The apostles and the believers throughout Judea heard that the Gentiles also had received the word of God. 2 So when Peter went up to Jerusalem, the circumcised believers criticized him 3 and said, “You went into the house of uncircumcised men and ate with them (Acts 11:1-3).” … 15“As I began to speak, the Holy Spirit came on them as he had come on us at the beginning. 16 Then I remembered what the Lord had said: ‘John baptized with water, but you will be baptized with the Holy Spirit. 17 So if God gave them the same gift he gave us who believed in the Lord Jesus Christ, who was I to think that I could stand in God’s way?” 18 When they heard this, they had no further objections and praised God, saying, “So then, even to Gentiles God has granted repentance that leads to life (Acts 11:15-18).”

There truly is a challenge to changing. Even after ten years there was still a negative Jewish mindset prevailing against the Gentile believer regarding circumcision rather than salvation by grace. Some were convinced that along with someone being converted to Christianity they should be converted to Judaism and follow the Law of Moses. This is not uncommon. We still hear this today. So, once again Paul and Peter had to address this prevailing belief system which compromised the truth regarding circumcision and the circumcision and cleansing of the heart by faith.

The Lord your God will circumcise your hearts and the hearts of your descendants, so that you may love him with all your heart and with all your soul, and live (Deut. 30:6).

Circumcise yourselves to the Lord, circumcise your hearts, you people of Judah and inhabitants of Jerusalem, or my wrath will flare up and burn like fire because of the evil you have done—burn with no one to quench it (Jer. 4:4).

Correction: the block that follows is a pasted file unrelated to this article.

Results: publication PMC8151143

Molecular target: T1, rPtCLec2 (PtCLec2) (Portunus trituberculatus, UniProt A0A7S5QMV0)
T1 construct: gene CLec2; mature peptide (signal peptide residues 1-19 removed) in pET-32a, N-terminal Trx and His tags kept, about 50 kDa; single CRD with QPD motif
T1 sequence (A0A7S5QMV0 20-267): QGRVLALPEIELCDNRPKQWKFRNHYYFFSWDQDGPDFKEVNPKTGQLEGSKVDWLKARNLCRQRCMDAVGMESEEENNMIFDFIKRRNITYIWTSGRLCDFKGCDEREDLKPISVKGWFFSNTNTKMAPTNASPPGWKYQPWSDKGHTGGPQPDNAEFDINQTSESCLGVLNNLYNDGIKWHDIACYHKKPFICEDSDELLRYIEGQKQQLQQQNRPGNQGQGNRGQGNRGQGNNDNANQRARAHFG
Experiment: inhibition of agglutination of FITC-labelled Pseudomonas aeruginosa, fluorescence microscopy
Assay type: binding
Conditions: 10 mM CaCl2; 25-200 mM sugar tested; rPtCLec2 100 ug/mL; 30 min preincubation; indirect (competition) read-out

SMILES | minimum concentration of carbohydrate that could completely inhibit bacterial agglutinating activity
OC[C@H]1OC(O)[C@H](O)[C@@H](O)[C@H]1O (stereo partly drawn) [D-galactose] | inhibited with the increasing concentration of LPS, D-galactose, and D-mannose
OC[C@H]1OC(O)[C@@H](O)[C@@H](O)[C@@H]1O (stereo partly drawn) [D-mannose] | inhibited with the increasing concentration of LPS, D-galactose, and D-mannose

No, a person is a Jew who is one inwardly; and circumcision is circumcision of the heart, by the Spirit, not by the written code. Such a person’s praise is not from other people, but from God (Rom. 2:29).

The Law of Moses was necessary but, in some ways, the law we have been delivered to is much more demanding. If we live by it, we can have a profound impact on our culture. We are basking under the royal law of love and it greatly affects our ministry and ability to win the lost.

Love does no wrong to a neighbor; therefore love is the fulfilling of the law (Rom. 13:10). 

4 Love is patient and kind; love does not envy or boast; it is not arrogant 5 or rude. It does not insist on its own way; it is not irritable or resentful 6 it does not rejoice at wrongdoing, but rejoices with the truth. 7 Love bears all things, believes all things, hopes all things, endures all things (1 Cor. 13:4-7).

If you really fulfill the royal law according to the Scripture, “You shall love your neighbor as yourself,” you are doing well (James 2:8).

Sermon: “God, The Heart-Knower”
Nov 10, 2013 | by Tom Powell

Bible Passages Courtesy of BibleGateway:…

Greek Word Studies Courtesy of Study Bible:

Isaac Newton Quote Courtesy of Wikiquotes: